A site-specific multi-channel video installation created for the In(n) and Out of Nowhere exhibition. It includes five separate video representations of a banal site-specific “reality” (a telephone, lamp, toilet, general view of the room/bathroom and CNN) intermittently overlaid with the text “MORE FOR YOU.”
In his 1961 book The Image: A Guide to Pseudo-events in America, theorist Daniel Boorstin proposed that the average American regards the media’s simulation or representation of an event as more “real” then the event itself:
“Until recently we have been justified in believing Abraham Lincoln’s familiar maxim: ‘You may fool all the people some of the time; you can even fool some of the people all the time; but you can’t fool all of the people all the time.’ This has been the foundation-belief of American democracy. Lincoln’s appealing slogan rests on two elementary assumptions. First, that there is a clear and visible distinction between sham and reality, between the lies a demagogue would have us believe and the truths which are there all the time. Second, that the people tend to prefer reality to sham, that if offered a choice between a simple truth and a contrived image, they will prefer the truth.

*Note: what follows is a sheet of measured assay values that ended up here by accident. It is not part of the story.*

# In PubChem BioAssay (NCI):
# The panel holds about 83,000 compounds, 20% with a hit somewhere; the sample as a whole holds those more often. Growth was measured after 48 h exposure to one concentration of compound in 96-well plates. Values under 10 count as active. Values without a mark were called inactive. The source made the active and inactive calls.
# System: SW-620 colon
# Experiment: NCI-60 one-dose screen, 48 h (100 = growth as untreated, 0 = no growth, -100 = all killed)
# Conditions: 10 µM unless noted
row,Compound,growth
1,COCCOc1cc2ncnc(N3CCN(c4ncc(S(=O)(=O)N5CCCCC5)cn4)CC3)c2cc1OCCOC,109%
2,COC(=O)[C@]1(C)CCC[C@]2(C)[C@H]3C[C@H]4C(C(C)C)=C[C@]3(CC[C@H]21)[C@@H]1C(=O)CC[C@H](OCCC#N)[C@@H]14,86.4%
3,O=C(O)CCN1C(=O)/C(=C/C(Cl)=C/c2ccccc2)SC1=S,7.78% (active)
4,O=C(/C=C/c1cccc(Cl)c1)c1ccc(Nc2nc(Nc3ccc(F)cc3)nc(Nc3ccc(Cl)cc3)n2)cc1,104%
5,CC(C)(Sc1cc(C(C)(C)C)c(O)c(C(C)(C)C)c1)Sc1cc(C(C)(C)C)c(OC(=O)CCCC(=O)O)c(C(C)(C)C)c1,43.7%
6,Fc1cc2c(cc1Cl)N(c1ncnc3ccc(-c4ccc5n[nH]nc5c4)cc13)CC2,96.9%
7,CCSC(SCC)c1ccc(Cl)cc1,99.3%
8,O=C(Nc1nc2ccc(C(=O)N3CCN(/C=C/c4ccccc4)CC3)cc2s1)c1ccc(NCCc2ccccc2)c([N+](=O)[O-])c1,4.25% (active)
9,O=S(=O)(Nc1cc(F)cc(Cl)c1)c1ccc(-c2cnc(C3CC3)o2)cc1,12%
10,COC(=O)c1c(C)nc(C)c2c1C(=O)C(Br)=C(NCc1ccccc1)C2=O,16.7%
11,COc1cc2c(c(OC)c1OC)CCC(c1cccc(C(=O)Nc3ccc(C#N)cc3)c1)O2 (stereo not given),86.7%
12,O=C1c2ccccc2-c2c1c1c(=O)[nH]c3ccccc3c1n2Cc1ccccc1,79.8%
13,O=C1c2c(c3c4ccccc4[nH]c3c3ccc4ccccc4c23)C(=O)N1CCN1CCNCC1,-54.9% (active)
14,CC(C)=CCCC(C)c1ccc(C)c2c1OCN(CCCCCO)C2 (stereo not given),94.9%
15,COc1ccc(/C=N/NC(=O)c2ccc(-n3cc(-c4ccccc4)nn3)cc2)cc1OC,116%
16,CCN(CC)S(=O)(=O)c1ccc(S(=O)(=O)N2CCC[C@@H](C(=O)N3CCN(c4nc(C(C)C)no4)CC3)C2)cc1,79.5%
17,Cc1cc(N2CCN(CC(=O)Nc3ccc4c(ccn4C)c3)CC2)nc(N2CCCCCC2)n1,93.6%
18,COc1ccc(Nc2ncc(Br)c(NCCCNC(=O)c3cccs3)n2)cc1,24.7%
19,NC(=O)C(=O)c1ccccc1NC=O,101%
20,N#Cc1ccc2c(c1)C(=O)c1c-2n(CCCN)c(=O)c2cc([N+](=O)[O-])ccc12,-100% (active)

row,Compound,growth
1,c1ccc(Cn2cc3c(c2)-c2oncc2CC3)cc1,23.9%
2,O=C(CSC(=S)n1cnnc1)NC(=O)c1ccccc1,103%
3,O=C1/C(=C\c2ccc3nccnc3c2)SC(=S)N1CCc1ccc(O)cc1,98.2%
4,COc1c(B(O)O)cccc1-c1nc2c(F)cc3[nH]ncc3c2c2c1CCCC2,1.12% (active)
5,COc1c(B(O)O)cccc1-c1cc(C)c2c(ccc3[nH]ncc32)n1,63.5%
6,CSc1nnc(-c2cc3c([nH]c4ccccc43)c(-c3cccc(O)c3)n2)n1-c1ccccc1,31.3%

Neither of these any longer fits the facts. Not because people are less intelligent or more dishonest. Rather because great unforeseen changes–the great forward strides of American civilization–have blurred the edges of reality. The pseudo-events which flood our consciousness are neither true nor false in the old familiar senses. The very same advances which have made them possible have also made the images–however planned, contrived, or sorted–more vivid, more attractive, more impressive, and more persuasive than reality itself.”